We note that our spectroscopic data reveal no trace of a star earlier than A0 in the HNT cluster.

4.3. Spectral types of the field stars

A number of the field stars were studied also spectroscopically. The spectrograms of these stars are displayed in Fig. 5 and Fig. 7. Table 4 summarizes the spectral types and the measured radial velocities. Almost all are O or B types. In the following we discuss the details of some of the individual spectra.

[FIGURE] Fig. 7. Normalized spectra of B type stars towards N11 C.


[TABLE]

Table 4. Spectral types and radial velocities of the field OB stars


Wo599. This star exhibits an interesting composite spectrum. Although the N iv [FORMULA] 4058 emission is prominent, it is weaker than N iii [FORMULA][FORMULA] 4634-40. The presence of C iii [FORMULA] 4650 emission is noteworthy. The only feature that prevents a pure O4 classification is He i [FORMULA] 4387, which is somewhat strange (no other anomalously strong He i lines), and it is broader than the other lines, which is consistent with an origin in other star(s). The required components are most probably not very late and the earlier type must dominate, otherwise He i [FORMULA] 4471 would be stronger. We classify Wo599 O4 V ((f+)) + O. The "+" tag means that the Si iv [FORMULA][FORMULA] 4089, 4116 lines are in emission; when only the latter is visible, as in this case, it is presumed that the former is canceled by a relatively stronger absorption line.

Wo622. The classification of this star is ambiguous between O9.7 III and B0.2 V (both have He II [FORMULA] 4541 [FORMULA] Si iii [FORMULA] 4552). The main luminosity criterion is He II [FORMULA] 4686/He i [FORMULA] 4713 and if this is a late O star, it has to be a giant from that ratio (Walborn & Fitzpatrick 1990). Should the bump at the blue edge of H[FORMULA] be Si iv [FORMULA] 4089, the higher luminosity class is supported, but the presence of this line is uncertain. On the other hand, if the type is as late as B0.2 then the He II [FORMULA] 4686/He i [FORMULA] 4713 ratio would be consistent with class V. Given the resolution and S/N, we cannot decide. Note however that the derived absolute magnitude (-4.1) is consistent with the later type (Vacca et al. 1996).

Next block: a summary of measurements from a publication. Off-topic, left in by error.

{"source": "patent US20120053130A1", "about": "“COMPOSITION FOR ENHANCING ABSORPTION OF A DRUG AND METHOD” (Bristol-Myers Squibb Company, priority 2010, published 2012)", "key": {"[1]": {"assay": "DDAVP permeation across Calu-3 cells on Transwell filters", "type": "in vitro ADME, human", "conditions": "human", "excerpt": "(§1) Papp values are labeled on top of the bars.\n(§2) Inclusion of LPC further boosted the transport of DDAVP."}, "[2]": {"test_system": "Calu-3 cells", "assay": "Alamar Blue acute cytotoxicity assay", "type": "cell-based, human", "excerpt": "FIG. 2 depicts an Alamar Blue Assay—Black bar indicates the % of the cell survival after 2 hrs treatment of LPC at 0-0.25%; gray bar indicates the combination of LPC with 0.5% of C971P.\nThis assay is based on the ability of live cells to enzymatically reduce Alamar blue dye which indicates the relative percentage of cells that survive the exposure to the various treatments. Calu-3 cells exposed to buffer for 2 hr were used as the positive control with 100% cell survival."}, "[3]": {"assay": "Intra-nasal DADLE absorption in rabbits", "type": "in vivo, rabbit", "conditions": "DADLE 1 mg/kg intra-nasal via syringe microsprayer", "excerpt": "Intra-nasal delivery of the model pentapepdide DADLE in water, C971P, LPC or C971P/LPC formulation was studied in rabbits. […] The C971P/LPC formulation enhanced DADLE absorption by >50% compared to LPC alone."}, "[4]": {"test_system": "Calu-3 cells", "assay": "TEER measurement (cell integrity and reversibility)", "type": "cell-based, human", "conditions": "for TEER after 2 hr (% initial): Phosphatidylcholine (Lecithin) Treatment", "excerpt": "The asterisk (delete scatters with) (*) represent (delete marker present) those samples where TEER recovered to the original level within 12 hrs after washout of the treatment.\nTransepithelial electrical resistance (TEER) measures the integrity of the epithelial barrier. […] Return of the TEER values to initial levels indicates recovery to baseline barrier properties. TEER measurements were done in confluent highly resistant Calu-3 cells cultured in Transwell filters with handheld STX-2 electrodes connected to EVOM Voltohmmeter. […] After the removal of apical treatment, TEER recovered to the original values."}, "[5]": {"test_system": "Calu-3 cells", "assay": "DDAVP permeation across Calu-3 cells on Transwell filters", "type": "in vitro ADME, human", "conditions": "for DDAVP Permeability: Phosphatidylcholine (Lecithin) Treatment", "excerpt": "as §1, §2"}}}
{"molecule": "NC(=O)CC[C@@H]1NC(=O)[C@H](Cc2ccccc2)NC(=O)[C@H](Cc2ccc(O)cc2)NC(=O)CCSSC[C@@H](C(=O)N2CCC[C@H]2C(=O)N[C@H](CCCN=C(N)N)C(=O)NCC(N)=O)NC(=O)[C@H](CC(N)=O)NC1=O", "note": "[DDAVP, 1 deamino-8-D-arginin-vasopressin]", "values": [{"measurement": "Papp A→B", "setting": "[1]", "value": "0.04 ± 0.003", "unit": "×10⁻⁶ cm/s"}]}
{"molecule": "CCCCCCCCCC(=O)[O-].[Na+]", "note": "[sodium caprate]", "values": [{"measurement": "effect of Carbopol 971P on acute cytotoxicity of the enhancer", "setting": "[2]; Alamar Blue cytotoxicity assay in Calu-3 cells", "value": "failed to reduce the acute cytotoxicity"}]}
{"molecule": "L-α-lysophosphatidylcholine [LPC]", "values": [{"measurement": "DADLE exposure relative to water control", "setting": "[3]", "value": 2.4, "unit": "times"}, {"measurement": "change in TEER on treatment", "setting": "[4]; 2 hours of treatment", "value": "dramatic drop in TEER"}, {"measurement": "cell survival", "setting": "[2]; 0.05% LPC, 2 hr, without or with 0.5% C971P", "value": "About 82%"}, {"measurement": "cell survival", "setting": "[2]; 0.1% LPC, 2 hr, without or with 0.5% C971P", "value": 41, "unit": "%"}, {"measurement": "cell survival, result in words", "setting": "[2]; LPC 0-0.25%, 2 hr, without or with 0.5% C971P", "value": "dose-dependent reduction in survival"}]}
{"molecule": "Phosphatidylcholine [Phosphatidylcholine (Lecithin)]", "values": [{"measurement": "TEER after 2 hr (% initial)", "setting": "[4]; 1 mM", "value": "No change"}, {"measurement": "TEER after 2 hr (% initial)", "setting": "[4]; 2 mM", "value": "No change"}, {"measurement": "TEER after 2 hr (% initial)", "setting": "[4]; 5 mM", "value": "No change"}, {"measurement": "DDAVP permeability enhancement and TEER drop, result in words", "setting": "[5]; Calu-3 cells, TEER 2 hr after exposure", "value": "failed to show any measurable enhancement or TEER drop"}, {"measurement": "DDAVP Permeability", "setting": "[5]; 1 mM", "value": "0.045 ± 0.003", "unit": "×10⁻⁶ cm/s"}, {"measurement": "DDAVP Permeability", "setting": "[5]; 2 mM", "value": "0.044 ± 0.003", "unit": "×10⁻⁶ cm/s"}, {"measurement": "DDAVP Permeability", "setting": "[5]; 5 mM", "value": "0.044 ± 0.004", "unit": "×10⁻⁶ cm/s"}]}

Star #211. The classification is B1 V, provided that a feature near He II [FORMULA] 4686 is noise. If it were real, the type would have to be earlier.

Star #475. This star lies [FORMULA] 45" east of Wo622 on a line joining Wo622 to the middle of HNT, outside the field of our images. Some features of the spectrum look like those of a mid- or late-B supergiant, but they are not consistent. For example, there may be strong C ii [FORMULA] 4267, but there is no trace of Mg II [FORMULA] 4481, which should be very strong.

Star #476. This star lies [FORMULA] 65" west of #204 on a line joining it to #211. It is an O6 V, assuming that a feature at [FORMULA] 4387 is noise, since there are three other comparable ones near H[FORMULA]. Otherwise He i [FORMULA] 4387 would be too strong, but everything else is consistent.

Star #477. This star lies [FORMULA] 46" east of Sk-66o41. Its spectral type is B0-1 V depending on the feature near He II [FORMULA] 4686. If real, the earlier type applies; if not, the later.

Wo 647. We classify this star as F7-F8. Contrary to what happens for the members of the HNT cluster, the line intensities in the spectrum of Wo 647 match those of the Galactic main sequence or giant standard stars. This star has a radial velocity of [FORMULA] km s-1. Our results confirm that Wo 647 is most probably a Galactic foreground star as already suspected in Paper I.

Previous Section Next Section Title Page Table of Contents

© European Southern Observatory (ESO) 2000

Online publication: January 29, 2001
helpdesk.link@springer.de